The key to their success, says Dr James Tillotson, professor at the Friedman School of Nutrition Science and Policy at Tufts University, is that they have earned consumer loyalty through a long tradition of trial-and-error comparison shopping.
Writing in a two-part series in Nutrition Today published earlier this year, Dr Tillotson claims that mega-brands, such as Campbell's soup, Kellogg's Corn Flakes and Oreo cookies, have developed a strong consumer following based on their known qualities and their consistency in delivering what is expected of them.
And this often does not include nutritional benefits.
Indeed, Dr Tillotson claims that former members of the committees that drafted the Dietary Guidelines for Americans admitted to him that mega-food brands have more diet power with Americans than the Guidelines.
"The US Dietary Guidelines are a significant accomplishment in health science, but one has to question their effectiveness at shaping Americans' diets in their present form and implementation," he quotes them as saying.
According to Dr Tillotson, this is becuase the Guidelines "are long on lecturing what to eat, but short on telling how and limiting in their motivation."
"Without the same marketing attributes, strategy and budget, how can the Dietary Guidelines compete?" he adds.
In contrast, mega-brands often offer "compelling associations", as well as "emotional and psychological product inducements", and have become a part of the American eating culture.
Also known as 'fortress brands' because of their durability in defending their market share, mega-brands have become almost impossible to dislodge, says Dr Tillotson.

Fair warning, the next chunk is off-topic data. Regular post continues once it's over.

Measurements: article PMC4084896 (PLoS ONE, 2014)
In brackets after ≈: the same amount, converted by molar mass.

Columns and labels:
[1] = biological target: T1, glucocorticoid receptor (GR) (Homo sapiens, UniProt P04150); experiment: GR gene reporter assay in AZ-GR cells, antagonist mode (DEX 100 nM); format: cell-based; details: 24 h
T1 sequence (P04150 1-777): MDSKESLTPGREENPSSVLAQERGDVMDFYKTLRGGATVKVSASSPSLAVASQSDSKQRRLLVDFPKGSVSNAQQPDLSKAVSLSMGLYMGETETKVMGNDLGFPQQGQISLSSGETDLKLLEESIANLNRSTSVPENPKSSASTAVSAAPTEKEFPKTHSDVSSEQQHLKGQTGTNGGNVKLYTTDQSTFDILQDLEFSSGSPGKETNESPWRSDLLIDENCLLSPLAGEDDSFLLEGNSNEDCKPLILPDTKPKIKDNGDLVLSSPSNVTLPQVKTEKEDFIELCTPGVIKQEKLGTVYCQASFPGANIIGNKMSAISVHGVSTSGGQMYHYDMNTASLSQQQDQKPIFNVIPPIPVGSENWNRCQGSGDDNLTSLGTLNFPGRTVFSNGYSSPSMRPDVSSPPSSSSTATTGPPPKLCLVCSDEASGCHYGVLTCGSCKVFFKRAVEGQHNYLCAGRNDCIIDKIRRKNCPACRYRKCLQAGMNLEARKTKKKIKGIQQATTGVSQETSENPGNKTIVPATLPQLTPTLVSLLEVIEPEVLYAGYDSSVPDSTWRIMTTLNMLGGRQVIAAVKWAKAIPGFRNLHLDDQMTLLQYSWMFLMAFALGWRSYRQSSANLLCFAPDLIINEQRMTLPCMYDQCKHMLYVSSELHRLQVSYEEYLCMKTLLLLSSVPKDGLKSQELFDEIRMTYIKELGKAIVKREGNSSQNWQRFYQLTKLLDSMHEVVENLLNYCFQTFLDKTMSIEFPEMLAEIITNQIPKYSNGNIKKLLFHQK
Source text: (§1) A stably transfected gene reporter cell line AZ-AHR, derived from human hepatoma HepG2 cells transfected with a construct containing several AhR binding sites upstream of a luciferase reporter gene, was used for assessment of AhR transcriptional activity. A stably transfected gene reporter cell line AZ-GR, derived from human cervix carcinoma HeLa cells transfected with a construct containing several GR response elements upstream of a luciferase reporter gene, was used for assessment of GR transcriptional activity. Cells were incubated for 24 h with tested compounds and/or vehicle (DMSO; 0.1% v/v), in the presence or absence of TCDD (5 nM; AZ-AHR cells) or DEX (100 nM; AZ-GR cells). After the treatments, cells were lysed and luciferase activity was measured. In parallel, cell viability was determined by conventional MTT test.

This is because of a number of consumer 'hooks'. Mega-brands have a long-term safety record, they pass people's taste-tests, and they save consumers the effort of debating which product to opt for.
And on the emotional side, these products have been passed down through generations of consumers. Examples include Heinz Tomato Ketchup, launched in 1875, Philadelphia Cream Cheese, launched in 1880, and Coca-Cola, launched in 1886.
But this consumer loyalty has not developed unaided.
Successful advertising and promotion continues to play an important role, with many food companies opting to drop or sell their lesser brands in order to focus marketing efforts on their more profitable major brands.
Dr Tillotson also describes the role that supermarkets play in perpetuating the dominance of mega-brands in consumers' diets.
"In the razor-thin profit business of supermarkets, profitability depends on high sales per unit of shelf space. With a finite amount of shelf space and thousands of brands available, the chains favor the strongly consumer-wanted high-volume selling products," he says.
"It is more efficient to stock one or two mega-brands with their high sales velocity off the shelf than a number of lesser brands that are slow sellers. In this Darwinian process, mega-brands are the winners."
Indeed, the strength of these brands is so established that they have also played a role in shaping the direction of the food industry.
Food companies, particularly the larger ones, strive to increase their mega-brand numbers by way of mergers and acquisitions, as well as trying to develop new ones. This motivation to acquire stronger brands has been one of the driving factors behind the industry's ongoing consolidation into fewer, but larger, companies, says Dr Tillotson.
But an established name, a new concept and strong marketing capital are often not sufficient to create new mega-brands, he says, giving the example of the recent attempt of major food manufacturers to sell frozen bowl-meals, including rice, noodle and pasta products.
Nestlé, ConAgra, Heinz and Masterfoods all entered this new category in the hope of establishing mega-brands. From 1998 to 2000, these companies introduced 71 new frozen bowl entreés to the market, promoted with strong advertising. Indeed, advertising for Nestlé and Masterfoods Uncle Ben frozen bowls alone reached $40mn in 2002, says Dr Tillotson.
But although the category achieved $200mn in sales by 2000, consumers started to turn away from the products, resulting in sales falling to around $50mn last year.
The reason these products failed as mega-brands, he says, is that although they were propped up by advertising, they never fully entered the routines and consciousness of American consumers.
So while products that provide taste, quality and convenience can generally be assumed to succeed, only those that become a part of the nation's eating habits and capture consumers through emotional hooks can hope to become the mega-brands of the future.